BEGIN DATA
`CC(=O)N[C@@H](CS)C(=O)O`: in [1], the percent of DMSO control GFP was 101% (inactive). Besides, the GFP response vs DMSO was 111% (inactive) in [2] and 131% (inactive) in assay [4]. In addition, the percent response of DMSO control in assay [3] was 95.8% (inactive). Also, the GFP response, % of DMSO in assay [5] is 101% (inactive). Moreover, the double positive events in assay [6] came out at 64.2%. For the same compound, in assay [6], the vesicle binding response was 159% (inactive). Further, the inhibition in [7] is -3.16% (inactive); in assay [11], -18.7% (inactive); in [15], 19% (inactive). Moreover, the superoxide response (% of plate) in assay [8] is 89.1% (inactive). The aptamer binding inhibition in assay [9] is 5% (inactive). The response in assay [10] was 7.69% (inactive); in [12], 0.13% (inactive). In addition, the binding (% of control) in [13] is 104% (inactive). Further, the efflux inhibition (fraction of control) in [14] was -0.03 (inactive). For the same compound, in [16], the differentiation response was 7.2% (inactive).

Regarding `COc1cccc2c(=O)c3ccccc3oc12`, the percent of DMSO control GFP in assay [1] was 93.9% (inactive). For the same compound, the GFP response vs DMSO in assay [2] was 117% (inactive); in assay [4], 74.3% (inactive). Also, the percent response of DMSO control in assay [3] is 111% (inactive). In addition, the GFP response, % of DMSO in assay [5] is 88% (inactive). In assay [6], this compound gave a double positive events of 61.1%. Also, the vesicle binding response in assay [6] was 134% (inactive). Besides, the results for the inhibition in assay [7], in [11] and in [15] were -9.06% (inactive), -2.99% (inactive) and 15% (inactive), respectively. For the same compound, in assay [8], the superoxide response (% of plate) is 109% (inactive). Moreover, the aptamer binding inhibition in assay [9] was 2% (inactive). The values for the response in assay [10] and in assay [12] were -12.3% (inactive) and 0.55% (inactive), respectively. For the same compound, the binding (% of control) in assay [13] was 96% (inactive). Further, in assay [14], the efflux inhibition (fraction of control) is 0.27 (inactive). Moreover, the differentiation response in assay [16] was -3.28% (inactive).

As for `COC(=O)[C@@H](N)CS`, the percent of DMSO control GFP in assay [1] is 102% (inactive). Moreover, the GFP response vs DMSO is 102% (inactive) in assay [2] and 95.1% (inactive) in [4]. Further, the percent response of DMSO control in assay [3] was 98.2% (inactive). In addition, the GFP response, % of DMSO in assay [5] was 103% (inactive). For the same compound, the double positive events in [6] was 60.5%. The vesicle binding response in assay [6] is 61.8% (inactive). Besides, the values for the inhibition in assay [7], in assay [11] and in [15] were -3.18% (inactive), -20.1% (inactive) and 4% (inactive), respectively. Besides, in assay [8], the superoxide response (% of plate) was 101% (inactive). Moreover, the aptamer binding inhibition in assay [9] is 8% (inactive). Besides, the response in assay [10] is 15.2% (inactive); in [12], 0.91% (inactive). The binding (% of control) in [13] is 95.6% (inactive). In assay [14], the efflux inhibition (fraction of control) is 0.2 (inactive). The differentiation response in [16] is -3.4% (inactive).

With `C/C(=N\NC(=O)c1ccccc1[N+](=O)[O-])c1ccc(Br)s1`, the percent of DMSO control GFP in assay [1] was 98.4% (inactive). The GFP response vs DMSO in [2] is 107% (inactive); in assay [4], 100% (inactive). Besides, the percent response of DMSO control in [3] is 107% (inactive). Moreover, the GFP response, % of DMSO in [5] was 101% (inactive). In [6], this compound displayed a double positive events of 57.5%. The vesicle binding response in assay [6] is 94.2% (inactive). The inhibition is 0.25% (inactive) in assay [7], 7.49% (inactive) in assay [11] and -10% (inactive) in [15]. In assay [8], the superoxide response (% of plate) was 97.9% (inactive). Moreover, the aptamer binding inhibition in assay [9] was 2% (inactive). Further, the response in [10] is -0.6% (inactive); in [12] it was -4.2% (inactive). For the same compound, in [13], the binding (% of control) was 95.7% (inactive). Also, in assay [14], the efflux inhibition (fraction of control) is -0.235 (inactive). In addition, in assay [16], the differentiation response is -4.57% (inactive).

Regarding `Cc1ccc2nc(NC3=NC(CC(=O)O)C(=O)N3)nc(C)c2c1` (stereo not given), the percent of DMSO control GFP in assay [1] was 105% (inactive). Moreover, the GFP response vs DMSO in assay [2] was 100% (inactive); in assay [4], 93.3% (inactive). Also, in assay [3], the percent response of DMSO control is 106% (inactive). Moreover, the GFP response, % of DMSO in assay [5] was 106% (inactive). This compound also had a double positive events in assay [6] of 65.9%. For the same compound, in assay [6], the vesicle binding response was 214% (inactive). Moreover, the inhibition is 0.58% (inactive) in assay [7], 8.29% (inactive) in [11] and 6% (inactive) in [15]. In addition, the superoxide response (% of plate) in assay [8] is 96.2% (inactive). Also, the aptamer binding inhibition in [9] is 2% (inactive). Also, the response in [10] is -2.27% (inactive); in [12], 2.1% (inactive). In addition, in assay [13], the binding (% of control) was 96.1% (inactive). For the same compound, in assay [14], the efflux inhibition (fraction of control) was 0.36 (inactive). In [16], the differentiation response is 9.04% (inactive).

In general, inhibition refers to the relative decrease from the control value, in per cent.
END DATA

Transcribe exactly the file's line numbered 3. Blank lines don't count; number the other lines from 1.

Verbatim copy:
As for `COC(=O)[C@@H](N)CS`, the percent of DMSO control GFP in assay [1] is 102% (inactive). Moreover, the GFP response vs DMSO is 102% (inactive) in assay [2] and 95.1% (inactive) in [4]. Further, the percent response of DMSO control in assay [3] was 98.2% (inactive). In addition, the GFP response, % of DMSO in assay [5] was 103% (inactive). For the same compound, the double positive events in [6] was 60.5%. The vesicle binding response in assay [6] is 61.8% (inactive). Besides, the values for the inhibition in assay [7], in assay [11] and in [15] were -3.18% (inactive), -20.1% (inactive) and 4% (inactive), respectively. Besides, in assay [8], the superoxide response (% of plate) was 101% (inactive). Moreover, the aptamer binding inhibition in assay [9] is 8% (inactive). Besides, the response in assay [10] is 15.2% (inactive); in [12], 0.91% (inactive). The binding (% of control) in [13] is 95.6% (inactive). In assay [14], the efflux inhibition (fraction of control) is 0.2 (inactive). The differentiation response in [16] is -3.4% (inactive).